• Nilwona Nowlin advocates the necessity of reconciliation between African Americans and Africans in the United States prior to the possibility of reconciliation with white or other ethnic Americans. She offers a reading of Joseph’s reconciliation with his brothers as a resource for this “family reunion” so that God might similarly take what was meant for evil and from it bring good (Genesis 45:5, 7; 50:20). (Read Nowlin’s article here.)
  • Erik Borggren explores how reading Scripture from a cultural context that is not one’s own might expand our imagination to open up more fruitful readings. Borggren explores the response of Japanese Americans to internment during World War II as a means of collapsing a false opposition between Paul’s call to “be subject to governing authorities” (Romans 13:1) and his locating the Christian’s citizenship in heaven (Philippians 3:20). Borggren suggests a third way is opened by Japanese American resistance to the dehumanization of internment camps in the form of the art of gaman, “enduring the seemingly unbearable with patience and dignity” (quoted, p. 32). (Read Borggren’s article here.)
  • The issue closes with an article by Bruce Fields, associate professor of biblical and systematic theology at Trinity Evangelical Divinity School. A guest lecturer in Lee’s course, Fields delivered the 2015 Eaton-Jones Lecture at North Park, from which this article derives. Fields argues that if the contribution of one ethnic part of the church is not receive by the whole church, the church suffers. Fields offers lessons a black hermeneutic extends to the wider church and secondly calls a black hermeneutic to self-evaluation. (Read Fields’ article here.)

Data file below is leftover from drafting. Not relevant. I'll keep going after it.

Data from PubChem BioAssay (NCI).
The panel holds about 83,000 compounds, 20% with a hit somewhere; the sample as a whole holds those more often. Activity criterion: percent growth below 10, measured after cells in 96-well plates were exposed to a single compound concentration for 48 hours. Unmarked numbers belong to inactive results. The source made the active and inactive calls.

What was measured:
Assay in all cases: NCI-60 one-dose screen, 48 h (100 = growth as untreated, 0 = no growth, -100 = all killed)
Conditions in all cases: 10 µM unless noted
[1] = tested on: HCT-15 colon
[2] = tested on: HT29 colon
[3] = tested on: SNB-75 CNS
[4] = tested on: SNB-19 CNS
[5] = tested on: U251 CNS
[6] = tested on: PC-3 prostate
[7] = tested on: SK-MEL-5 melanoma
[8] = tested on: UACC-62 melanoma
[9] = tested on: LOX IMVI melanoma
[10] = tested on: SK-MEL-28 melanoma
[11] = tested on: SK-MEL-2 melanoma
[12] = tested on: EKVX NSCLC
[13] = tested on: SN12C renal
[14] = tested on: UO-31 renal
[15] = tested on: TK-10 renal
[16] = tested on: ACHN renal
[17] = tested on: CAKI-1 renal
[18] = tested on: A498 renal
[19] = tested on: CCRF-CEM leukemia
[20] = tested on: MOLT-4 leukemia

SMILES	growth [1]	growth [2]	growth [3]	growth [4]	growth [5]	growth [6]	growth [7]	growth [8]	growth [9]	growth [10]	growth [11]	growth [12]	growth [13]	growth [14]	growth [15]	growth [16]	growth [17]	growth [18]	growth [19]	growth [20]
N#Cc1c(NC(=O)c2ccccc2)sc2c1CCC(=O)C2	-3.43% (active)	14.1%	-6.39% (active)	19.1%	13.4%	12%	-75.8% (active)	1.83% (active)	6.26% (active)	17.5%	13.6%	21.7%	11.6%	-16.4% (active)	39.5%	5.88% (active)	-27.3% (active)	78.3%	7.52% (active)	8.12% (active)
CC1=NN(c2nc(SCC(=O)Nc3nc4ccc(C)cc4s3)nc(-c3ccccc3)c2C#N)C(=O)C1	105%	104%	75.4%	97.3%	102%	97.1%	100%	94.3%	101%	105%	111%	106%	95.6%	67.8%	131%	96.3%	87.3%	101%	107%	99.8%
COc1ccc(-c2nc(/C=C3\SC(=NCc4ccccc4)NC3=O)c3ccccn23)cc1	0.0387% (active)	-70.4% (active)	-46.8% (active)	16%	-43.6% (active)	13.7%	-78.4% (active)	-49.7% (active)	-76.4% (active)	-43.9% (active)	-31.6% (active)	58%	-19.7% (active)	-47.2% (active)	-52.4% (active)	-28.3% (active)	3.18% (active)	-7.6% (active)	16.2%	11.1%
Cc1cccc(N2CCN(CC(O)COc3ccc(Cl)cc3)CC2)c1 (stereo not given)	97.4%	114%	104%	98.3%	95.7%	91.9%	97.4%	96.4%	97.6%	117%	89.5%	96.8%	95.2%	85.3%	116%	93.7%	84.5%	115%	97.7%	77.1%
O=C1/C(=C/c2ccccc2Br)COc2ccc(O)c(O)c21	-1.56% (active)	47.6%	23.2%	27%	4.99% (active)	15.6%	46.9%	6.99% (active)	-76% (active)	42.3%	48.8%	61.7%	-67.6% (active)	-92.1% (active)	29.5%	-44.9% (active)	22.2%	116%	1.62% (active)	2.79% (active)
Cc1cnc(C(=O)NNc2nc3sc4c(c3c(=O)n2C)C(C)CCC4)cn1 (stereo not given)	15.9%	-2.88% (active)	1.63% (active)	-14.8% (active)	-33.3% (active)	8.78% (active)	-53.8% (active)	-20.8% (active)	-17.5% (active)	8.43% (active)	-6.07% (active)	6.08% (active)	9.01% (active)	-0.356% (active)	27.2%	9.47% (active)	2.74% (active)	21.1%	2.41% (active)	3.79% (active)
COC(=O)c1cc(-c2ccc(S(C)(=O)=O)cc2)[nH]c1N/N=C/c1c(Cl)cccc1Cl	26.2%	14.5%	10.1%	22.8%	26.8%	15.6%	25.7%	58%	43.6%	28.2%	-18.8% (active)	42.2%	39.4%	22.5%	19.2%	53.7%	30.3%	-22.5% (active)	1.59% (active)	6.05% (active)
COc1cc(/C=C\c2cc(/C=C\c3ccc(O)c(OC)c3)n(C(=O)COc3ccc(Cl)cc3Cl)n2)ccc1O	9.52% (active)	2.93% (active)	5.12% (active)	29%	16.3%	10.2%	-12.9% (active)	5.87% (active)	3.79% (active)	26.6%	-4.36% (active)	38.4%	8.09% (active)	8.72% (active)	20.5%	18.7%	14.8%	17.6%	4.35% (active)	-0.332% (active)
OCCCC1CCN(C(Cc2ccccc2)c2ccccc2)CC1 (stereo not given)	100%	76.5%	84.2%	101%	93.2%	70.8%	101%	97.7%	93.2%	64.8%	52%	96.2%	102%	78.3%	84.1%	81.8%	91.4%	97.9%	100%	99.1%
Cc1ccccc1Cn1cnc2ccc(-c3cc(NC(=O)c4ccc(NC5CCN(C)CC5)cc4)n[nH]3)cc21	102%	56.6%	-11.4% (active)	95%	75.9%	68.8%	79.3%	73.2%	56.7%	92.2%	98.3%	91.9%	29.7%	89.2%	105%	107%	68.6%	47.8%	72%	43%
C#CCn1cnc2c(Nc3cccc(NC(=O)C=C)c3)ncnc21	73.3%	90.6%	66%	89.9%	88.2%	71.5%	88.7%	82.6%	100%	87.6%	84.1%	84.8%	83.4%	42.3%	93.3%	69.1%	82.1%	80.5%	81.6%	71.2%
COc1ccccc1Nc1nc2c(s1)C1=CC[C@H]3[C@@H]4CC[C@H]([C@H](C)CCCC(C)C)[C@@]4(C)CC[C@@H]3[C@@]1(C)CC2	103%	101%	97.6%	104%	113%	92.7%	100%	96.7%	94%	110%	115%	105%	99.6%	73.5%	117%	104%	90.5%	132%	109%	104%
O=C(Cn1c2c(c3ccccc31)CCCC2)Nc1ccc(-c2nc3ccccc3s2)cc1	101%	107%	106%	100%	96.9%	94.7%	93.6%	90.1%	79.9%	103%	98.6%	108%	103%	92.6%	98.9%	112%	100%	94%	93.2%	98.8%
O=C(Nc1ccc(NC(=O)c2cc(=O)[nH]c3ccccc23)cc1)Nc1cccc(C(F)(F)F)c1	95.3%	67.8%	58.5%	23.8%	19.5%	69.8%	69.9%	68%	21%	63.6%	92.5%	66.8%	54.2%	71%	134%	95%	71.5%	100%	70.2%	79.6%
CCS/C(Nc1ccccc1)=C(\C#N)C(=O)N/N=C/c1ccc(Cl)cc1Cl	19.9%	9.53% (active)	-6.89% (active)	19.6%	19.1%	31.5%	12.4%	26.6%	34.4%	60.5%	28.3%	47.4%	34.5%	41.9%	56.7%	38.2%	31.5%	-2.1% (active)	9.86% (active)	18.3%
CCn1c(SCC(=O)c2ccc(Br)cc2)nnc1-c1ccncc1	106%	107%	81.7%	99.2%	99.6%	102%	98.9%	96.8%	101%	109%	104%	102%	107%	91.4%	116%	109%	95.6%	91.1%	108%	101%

The ultimate concern of all four authors in the biblical readings they offer or advocate is love – love of God, love of neighbor, and love of self. Nowlin makes the case that a healthy self-love is prerequisite to obeying Christ’s command to love our neighbor as ourselves – and that this self-love is impeded by deeply rooted racism and tension between Africans and African Americans symptomatic of it. Borggren calls the church to its fundamental identity is as “a community in which the gospel is proclaimed, the idolatries of fear and power are rejected, and worship is expressed through the love of neighbor as oneself” (p. 38). Lee’s conclusion captures well this common aim:

What better way can we love our neighbor than to take steps to learn about the cultural histories that shaped their identities and somehow, in the process, empathize with their struggles and make them our own? What better way can we love ourselves by letting our neighbors help expose our invisible presuppositions and prejudices? And what better way can we love God than when we, as a united community of diverse believers, learn from one another’s readings of Scripture so that we can obey its teaching with greater faithfulness? (p.14)

After reading the proposals that follow these questions await your consideration.

Content posted here over the next two weeks (M, W, F) will supplement these articles, including a response to Bruce Fields’ article by Dominique Gilliard, pastor at New Hope Covenant Church (Oakland, CA), recommended reading on intercultural biblical interpretation, and more.

Be sure to subscribe to our RSS feed in order not to miss content and conversation.  

Related posts: “Sneak Peak: CQ 73:2 (2015)“; “Interview with Max Lee”; “1 Question: (Why) Does the Church Need to Read the Bible Interculturally?